Newer methods such as the enzyme cycling method or fifth generation methods offer many advantages including greater sensitivity, liquid reagents, small sample volumes and reduced instrument contamination from formazan dye. Additionally, the fifth generation assay does not suffer from interference from lipaemic or haemolytic samples. Both lipemia and haemolysis are common in new-borns and pregnant women, so this further supports that the fifth generation test is more sensitive for these sample types.12

Want to know more?

Contact us or download our total bile acids whitepaper

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  • References

    [1] The continuing importance of bile acids in liver and intestinal disease. A.f., Hofmann. 1999, Arch Intern Med, pp. 2647-2658.

    [2] Diagnostic and Therapeutic Profiles of Serum Bile Acids in Women with Intrahepatic Cholestasis of Pregnancy – A Pseudo-Targeted Metabolomics Study. Cui, Yue. Xu, Biao. Zhang, Xiaoqing. He, Yifan. Shao, Yong. Ding, Min. s.l. : Clinica Chimica, 2018, Vol. 483.

    [3] Randox Laboratories. Bile Acids Test for Obstetric Cholestasis – A serious complication of pregnancy. 2012.

    [4] British Liver Trust (2019) Facts about Liver Disease, Available at: https://www.britishlivertrust.org.uk/about-us/media-centre/facts-about-liver-disease/ (Accessed: 18th June 2019).

    [5] .Geenes, Victoria. Williamson, Catherine. 17, s.l. : World J Gastroenterol, 2009, Vol. 15.

    [6] Howland, Genevieve. Cholestasis of Pregnancy: Why You Can’t Ditch the Itch. Mama Natural. [Online] December 22, 2018. [Cited: February 19, 2019.] https://www.mamanatural.com/cholestasis-of-pregnancy/.

    [7] Bile Acid Levels and Risk of Adverse Perinatal Outcomes in Intrahepatic Cholestasis of Pregnancy: A Meta-Analysis. Cui, Donghua, et al.

    [8] Intrahepatic Cholestasis of Pregnancy. Chivers, Sian. Williamson, Catherine. 7, 2018, Vol. 28.

    [9] Masoud, N; Neill, S.H. Serum bile acids as a sensitive biological marker for evaluating hepatic effects of organic solvents. Available from URL: https://www.ncbi.nlm.nih.gov/pubmed/23885947 [Accessed 1 November 2018]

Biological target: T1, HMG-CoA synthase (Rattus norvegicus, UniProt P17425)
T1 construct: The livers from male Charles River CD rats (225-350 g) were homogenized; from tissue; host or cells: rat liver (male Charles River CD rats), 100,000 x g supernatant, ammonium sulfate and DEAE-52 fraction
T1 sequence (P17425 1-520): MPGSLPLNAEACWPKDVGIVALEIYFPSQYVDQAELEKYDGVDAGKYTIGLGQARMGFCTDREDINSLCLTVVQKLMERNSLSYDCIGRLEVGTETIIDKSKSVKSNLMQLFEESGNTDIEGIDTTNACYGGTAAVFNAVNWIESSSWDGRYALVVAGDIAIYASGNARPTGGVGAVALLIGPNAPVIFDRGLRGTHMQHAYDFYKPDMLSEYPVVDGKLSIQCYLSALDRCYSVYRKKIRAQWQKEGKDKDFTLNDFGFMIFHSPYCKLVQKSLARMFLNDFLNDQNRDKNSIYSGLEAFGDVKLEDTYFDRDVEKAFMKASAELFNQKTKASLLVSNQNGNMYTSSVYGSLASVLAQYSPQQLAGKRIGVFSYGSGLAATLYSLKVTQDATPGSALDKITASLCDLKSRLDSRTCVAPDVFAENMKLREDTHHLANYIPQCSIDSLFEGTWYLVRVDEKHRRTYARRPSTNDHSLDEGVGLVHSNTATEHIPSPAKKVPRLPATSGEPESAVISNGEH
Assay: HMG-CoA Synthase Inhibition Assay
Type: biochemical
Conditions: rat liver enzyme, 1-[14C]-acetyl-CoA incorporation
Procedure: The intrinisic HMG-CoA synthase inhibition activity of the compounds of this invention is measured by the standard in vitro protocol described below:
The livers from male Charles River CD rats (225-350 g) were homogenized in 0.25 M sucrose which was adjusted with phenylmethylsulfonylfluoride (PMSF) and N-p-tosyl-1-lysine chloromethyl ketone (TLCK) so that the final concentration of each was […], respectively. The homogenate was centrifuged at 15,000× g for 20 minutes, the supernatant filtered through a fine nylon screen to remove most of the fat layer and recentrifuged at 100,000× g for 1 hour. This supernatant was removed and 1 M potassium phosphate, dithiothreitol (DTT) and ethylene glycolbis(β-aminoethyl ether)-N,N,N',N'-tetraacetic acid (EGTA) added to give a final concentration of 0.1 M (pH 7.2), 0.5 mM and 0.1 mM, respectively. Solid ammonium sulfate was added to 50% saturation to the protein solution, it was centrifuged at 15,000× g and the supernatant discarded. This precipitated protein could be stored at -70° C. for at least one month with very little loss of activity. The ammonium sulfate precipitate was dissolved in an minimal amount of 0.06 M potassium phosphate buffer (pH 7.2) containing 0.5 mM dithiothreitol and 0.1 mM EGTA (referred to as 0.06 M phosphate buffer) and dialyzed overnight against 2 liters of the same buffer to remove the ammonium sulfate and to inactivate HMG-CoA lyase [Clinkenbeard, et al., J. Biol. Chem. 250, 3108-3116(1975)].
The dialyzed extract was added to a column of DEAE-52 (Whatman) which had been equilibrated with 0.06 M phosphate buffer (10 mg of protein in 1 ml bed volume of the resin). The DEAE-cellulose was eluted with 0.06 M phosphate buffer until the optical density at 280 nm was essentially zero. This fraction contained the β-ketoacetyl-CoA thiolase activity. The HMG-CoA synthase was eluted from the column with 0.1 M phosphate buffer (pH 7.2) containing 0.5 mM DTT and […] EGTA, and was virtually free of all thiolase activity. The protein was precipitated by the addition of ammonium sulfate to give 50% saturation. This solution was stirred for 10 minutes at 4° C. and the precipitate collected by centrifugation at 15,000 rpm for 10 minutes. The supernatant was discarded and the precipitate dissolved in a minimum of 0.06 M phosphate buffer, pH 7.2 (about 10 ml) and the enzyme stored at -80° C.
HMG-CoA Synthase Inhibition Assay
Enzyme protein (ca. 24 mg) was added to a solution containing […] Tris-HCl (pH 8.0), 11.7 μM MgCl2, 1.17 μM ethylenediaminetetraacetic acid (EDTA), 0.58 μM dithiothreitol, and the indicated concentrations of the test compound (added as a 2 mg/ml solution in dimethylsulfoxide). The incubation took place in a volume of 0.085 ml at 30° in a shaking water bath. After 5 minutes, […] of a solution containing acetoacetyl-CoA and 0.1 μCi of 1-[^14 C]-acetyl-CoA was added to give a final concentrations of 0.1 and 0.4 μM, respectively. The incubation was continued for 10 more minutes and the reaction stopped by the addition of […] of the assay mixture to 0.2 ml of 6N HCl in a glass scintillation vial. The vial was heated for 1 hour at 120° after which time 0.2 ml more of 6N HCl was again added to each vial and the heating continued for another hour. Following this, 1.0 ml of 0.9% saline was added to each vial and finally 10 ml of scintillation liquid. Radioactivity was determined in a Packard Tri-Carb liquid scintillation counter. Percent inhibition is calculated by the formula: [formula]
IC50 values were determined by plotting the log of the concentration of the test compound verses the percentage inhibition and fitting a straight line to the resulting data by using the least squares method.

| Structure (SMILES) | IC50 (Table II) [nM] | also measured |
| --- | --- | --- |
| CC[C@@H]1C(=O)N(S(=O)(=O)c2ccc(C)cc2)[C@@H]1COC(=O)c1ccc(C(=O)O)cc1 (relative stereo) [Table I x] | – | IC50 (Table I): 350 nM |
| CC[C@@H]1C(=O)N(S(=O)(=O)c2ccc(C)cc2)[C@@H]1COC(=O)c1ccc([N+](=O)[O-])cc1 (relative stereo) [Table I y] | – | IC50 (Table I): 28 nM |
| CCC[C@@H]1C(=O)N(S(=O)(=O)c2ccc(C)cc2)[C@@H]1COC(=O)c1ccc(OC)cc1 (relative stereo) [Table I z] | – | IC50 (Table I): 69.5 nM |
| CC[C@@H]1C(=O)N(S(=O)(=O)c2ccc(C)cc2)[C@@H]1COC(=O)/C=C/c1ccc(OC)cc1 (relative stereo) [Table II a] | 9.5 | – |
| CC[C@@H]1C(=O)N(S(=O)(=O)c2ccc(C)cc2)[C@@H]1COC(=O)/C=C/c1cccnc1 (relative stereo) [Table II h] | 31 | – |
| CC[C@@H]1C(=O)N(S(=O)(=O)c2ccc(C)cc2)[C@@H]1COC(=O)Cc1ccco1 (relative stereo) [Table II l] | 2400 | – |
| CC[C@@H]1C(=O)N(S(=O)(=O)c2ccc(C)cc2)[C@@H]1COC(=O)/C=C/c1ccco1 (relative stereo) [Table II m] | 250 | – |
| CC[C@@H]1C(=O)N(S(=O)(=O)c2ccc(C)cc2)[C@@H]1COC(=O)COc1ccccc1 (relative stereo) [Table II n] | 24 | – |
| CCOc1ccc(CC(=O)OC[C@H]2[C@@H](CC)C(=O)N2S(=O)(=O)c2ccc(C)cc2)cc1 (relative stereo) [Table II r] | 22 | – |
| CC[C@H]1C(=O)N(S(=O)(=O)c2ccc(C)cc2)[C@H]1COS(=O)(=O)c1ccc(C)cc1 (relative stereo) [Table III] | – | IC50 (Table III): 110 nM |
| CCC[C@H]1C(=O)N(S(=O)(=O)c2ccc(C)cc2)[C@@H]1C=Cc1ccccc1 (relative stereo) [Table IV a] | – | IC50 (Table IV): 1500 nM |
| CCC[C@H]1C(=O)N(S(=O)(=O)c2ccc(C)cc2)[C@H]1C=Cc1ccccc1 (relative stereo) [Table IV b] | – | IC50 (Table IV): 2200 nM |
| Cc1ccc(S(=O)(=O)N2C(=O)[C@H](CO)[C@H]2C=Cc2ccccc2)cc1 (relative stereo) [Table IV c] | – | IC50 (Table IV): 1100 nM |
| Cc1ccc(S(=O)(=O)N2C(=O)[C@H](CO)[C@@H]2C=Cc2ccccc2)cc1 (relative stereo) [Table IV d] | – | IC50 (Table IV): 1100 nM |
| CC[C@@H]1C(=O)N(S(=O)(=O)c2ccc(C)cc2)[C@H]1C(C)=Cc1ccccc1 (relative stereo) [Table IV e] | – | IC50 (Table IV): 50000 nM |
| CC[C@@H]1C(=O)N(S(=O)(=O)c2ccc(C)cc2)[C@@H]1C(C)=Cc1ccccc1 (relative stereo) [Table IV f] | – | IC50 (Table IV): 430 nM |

[10] Microassay of Serum Bile Acids by an Enzymatic Cycling Method. Komiyama, Y, et al. 10, s.l. : Chemical and Pharmaceutical Bulletin, 1982, Vol. 30.

    [11] Evaluation of a Colorimetric Enzymatic Procedure for Determining the Total Bile Acids in the Blood. Agape, V, et al. 3, s.l. : Minerva Gastroenterologica e Dietologica, 1989, Vol. 35.

    [12] Total Bile Acids Test & Clinical Diagnosis. Diazyme. 2019.


Liver Cirrhosis is a Global Health Burden

#LoveYourLiver this January.  This month, we are taking a closer look at Liver Cirrhosis.

 

Liver cirrhosis occurs when the healthy tissue of the liver is replaced with scar tissue (fibrosis) due to long-term liver damage.  Liver cirrhosis can result in liver failure which can be fatal.

 

Liver complications such as liver disease and cirrhosis can be detrimental if it is not treated or monitored.  Liver disease is the only major cause of death still increasing year-on-year.  Globally, deaths due to liver cirrhosis have increased from 676,000 in 1980 to over 1 million in 2010 (NCBI, 2014).   Cirrhosis and other chronic liver diseases have increased by 12.4% from 2006-2016 and was the cause of 1,256,900 deaths in 2016 (Global Burden of Disease, 2016).

There are a few factors that increase the risk of liver cirrhosis.  The three main factors are heavy alcohol consumption, an undiagnosed hepatitis infection, particularly hepatitis C, and non-alcoholic steatohepatitis (a more severe form of non-alcoholic fatty liver disease) due to obesity.